19 January 2017 Pet Product News International
Julie Paez, co-ownerof The Big Bad Woof, whichhas
stores in Washington, D.C., and Maryland
Sustainable and humane food practices are an
area that we are really going to see growth in.
People are becoming aware that if an animal
being slaughtered is stressed, the adrenaline
going through the body can affect the meat.
Further, antibiotics and steroid use can translate to obesity in humans, along with a whole
range of issues. I think people are beginning
to make that connection.
Jusak Yang Bernhard, co-ownerof TailsSpin Pet Food
& Accessories, which has stores in Georgia
Competition is becoming fierce, whether it’s
food, treats or accessories, and with more manufacturers, there is much duplication in every
aspect of the pet industry. Online retailers will
continue to be big competition to both independent and big-box brick-and-mortar stores.
Raw food and infused freeze-dried foods with
kibble are being developed by some food manufacturers, and baked foods are making a comeback. Consumers are demanding that materials
used in products be humane and eco-friendly
and packages be designed with recycled, compostable materials. Humane ingredients, such
as grass-fed and cage-free protein sources, will
also show strong demand.
Holly Allen, co-ownerof
Dee-O-Gee in Bozeman, Mont.
The premiumization of
food is an ongoing trend.
One thing I see getting
bigger are toppers—freeze
dried, dehydrated, even
using raw as a topper—
while not necessarily solely feeding these foods.
Katie Pottenger, ownerof Parker’s Holistic Pet Market
I see food as really being the basis of specialty
business. Consumers can purchase pet supplies
almost everywhere, so we are going to have to
buckle down and sell what people really need as
opposed to the cute and the fluffy. It’s terrible for
margins, but customers are constantly being bombarded with Facebook ads and commercials; they
are shopping at Marshalls and T.J.Maxx for toys
and poo bags, the higher-margin items we built
our bread and butter on, so we really have to focus
on more of the nutritional aspect.
Samantha Cohen, vendorrelationsmanagerandcorporatebuyerfor Woof Gang Bakery, whichisheadquarteredin Orlando, Fla.
Trends in the pet industry tend to follow those of their human counterparts. Specifically, in the food category—as customers become more aware of ingredient sourcing in their own food, they will be looking for
the same consideration in their pet’s food. I think sustainable and organic recipes will be a huge segment of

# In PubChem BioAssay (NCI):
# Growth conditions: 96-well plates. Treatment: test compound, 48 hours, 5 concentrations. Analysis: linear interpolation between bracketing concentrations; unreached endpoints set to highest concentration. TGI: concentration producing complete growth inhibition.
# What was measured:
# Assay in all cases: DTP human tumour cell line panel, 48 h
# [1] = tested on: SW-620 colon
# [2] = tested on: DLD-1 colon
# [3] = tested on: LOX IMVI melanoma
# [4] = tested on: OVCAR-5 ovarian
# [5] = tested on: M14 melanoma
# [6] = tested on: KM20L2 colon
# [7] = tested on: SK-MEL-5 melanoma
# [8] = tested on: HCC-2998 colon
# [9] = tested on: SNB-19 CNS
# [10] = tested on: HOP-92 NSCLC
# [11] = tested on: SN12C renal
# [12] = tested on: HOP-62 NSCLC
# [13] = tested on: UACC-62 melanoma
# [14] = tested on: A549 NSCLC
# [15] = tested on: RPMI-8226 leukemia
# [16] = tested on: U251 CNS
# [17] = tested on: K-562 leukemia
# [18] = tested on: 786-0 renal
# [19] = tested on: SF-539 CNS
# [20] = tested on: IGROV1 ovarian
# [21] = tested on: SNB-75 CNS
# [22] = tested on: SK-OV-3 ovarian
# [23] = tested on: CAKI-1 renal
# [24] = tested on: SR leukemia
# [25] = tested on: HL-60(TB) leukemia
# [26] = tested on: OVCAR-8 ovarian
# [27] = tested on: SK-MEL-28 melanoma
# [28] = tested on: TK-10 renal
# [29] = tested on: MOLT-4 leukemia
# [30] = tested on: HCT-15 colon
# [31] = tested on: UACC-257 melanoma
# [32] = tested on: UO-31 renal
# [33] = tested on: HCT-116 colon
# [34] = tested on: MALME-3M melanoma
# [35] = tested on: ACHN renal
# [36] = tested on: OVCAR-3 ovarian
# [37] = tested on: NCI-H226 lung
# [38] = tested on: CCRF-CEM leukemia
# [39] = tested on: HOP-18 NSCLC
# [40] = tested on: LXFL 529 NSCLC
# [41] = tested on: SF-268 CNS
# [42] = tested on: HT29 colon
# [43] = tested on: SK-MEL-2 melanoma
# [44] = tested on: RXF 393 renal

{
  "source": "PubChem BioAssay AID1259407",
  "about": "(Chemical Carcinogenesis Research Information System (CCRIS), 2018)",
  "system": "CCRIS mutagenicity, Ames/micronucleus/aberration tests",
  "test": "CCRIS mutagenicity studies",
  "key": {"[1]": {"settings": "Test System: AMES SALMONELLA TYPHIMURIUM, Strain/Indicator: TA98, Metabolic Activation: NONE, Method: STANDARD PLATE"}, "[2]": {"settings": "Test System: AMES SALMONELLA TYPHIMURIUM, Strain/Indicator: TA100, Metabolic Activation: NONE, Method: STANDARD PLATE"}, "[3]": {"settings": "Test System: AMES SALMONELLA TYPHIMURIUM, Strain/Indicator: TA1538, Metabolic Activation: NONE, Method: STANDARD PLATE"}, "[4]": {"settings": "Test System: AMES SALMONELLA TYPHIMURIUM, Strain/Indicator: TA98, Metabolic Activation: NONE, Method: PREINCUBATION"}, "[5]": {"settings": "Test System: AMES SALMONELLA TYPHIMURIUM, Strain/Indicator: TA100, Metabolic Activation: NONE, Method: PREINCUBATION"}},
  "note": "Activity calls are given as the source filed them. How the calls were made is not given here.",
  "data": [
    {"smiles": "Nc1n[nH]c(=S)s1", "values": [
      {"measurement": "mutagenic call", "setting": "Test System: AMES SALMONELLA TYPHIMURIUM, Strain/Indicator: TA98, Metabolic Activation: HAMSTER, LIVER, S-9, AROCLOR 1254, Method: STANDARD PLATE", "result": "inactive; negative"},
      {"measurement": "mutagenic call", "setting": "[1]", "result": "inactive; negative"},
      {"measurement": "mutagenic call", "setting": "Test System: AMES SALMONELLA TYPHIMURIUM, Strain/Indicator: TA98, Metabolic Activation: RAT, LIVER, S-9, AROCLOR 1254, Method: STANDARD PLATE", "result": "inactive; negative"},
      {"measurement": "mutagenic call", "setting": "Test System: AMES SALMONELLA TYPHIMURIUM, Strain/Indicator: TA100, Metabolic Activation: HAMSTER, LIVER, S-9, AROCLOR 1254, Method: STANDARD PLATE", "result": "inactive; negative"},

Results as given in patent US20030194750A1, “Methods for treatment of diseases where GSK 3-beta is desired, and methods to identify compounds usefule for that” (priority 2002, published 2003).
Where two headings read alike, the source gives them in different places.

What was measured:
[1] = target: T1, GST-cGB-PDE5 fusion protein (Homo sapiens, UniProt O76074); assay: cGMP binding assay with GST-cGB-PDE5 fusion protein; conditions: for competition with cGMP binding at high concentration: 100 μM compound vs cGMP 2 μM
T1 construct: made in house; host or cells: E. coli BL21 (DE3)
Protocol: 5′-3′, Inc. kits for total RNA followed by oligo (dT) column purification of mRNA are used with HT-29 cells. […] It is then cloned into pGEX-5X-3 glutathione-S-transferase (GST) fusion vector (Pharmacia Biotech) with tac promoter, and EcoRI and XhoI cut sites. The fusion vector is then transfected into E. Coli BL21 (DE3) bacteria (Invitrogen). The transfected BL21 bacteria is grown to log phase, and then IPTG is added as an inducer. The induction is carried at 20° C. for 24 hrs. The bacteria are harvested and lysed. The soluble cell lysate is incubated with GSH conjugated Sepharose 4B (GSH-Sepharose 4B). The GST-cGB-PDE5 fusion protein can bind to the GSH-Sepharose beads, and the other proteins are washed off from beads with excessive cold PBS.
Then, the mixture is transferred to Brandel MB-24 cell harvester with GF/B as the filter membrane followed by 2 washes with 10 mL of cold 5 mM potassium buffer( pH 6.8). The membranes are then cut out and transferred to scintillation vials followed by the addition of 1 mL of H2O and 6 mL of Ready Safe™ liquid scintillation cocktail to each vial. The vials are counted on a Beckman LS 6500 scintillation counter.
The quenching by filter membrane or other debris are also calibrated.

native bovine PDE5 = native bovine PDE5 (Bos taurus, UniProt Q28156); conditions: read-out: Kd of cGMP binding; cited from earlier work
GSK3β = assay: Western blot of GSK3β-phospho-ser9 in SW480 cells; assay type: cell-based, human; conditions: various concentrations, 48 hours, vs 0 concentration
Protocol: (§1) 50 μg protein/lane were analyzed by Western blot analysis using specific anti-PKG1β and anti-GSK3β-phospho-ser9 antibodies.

the natural pet food market. In addition, customers are still searching for the easiest way to feed a raw diet,
resulting in continued growth of the freeze-dried category. Brands like Stella & Chewy’s and Nature’s Variety
are coming out with new freeze-dried products that incorporate other nutrients besides the meat bases. In
our stores, we are also seeing huge growth in home goods and wares for pet lovers.
Terry Brlecic, co-ownerof Pet Thingsin Douglasville, Ga.
I think we are going to see good growth in soft treats. Manufacturers have managed to make a softer treat
with just enough preservatives that they don’t go bad. Trend-wise, instead of cookies and body parts, I think
we are going to see a more fun type of treat coming into the store.
Cindra Conison, ownerof The Quirky Petin Montpelier, Vt.
For 2017, I see even more pressure from Internet shopping, as well as continued expansion
of chain stores. High-end kibble will be sold in
more grocery stores, and even hardware stores.
In reaction to this continued stressful competition, I think independent pet stores will evolve
and differentiate, with more attention paid to
being what the big box doesn’t and will never
offer: a customer-centric experience. Further,
more independents will look back in time for
inspiration and assume the role of the friendly pet shop of the fifties or sixties; a place you
want to bring your kids. In a world of charmless small, and large, box stores, a warm and
inviting pet shop that offers the feel of a “shop”
instead of a store will drive traffic, and an outwardly friendly staff will create sales and make
neighbors feel welcome.
Janene Zakrajsek, co-ownerof Pussy &
Pooch Pethouse and Pawbar, which has
stores in Southern California
In looking to 2017 we see more innovation with cat products, including
more functional furniture pieces. We
also see more development in functional treats, and new types of treat
categories focusing on higher-quality
ingredients. Additionally, we project
more awareness and acceptance toward cannabidiol (CBD) supplements.
For the near future, we would like to
see manufacturers level-up their products, offering more apparel following
human fashion trends, with an eye for
better fabrication, color and styling.